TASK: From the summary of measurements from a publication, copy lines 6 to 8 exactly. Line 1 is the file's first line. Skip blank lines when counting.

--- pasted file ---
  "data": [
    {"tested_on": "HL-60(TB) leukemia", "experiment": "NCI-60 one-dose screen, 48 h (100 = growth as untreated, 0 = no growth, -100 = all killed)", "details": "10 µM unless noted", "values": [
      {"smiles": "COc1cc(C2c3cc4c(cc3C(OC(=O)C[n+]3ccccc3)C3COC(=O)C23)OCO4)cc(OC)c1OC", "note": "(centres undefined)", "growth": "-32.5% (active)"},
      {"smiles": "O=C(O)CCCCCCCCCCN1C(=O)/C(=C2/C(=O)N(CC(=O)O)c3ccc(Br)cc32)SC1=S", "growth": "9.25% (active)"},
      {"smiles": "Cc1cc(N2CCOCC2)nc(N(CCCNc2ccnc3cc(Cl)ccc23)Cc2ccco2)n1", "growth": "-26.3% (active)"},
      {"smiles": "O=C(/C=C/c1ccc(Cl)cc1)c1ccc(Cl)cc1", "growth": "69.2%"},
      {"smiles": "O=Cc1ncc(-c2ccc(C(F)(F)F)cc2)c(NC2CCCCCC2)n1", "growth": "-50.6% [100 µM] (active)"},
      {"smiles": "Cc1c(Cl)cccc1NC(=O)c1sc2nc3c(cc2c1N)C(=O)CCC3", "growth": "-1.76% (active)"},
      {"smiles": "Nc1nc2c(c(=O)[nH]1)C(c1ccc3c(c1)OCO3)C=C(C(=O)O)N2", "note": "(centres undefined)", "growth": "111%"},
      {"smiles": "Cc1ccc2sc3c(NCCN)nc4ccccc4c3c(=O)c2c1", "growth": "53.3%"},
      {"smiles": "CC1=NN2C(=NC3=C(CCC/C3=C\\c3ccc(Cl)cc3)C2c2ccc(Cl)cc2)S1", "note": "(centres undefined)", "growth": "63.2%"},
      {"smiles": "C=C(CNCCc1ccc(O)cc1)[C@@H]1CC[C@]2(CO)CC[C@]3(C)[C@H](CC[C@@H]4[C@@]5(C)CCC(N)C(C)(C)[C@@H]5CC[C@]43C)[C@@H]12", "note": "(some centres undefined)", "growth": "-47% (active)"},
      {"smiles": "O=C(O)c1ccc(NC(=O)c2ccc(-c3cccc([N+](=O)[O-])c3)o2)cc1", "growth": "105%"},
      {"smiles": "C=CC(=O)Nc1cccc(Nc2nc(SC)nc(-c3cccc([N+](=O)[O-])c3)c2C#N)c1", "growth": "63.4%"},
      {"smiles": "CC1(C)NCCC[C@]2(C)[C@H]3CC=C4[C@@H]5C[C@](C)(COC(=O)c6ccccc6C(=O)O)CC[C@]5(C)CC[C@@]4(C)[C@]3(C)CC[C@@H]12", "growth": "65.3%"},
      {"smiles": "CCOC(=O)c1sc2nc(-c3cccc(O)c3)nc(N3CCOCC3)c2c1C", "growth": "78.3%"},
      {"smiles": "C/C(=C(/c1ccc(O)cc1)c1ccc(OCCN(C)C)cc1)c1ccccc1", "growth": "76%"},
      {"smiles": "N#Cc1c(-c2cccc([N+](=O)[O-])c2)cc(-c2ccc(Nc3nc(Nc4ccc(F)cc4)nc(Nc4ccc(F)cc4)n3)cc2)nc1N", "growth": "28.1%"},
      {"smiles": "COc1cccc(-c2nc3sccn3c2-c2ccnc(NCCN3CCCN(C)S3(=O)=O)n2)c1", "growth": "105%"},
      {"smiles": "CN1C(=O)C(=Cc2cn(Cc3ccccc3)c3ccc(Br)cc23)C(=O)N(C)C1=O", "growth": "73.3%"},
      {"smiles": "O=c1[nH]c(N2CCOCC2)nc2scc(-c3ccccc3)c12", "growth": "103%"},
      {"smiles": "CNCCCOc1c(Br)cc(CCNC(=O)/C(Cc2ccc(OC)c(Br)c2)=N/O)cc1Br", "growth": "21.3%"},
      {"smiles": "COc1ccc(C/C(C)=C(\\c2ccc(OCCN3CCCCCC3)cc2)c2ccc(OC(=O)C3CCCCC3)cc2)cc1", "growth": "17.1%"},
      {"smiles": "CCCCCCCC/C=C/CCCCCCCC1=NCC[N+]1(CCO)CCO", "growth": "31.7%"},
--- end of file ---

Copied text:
      {"smiles": "O=C(/C=C/c1ccc(Cl)cc1)c1ccc(Cl)cc1", "growth": "69.2%"},
      {"smiles": "O=Cc1ncc(-c2ccc(C(F)(F)F)cc2)c(NC2CCCCCC2)n1", "growth": "-50.6% [100 µM] (active)"},
      {"smiles": "Cc1c(Cl)cccc1NC(=O)c1sc2nc3c(cc2c1N)C(=O)CCC3", "growth": "-1.76% (active)"},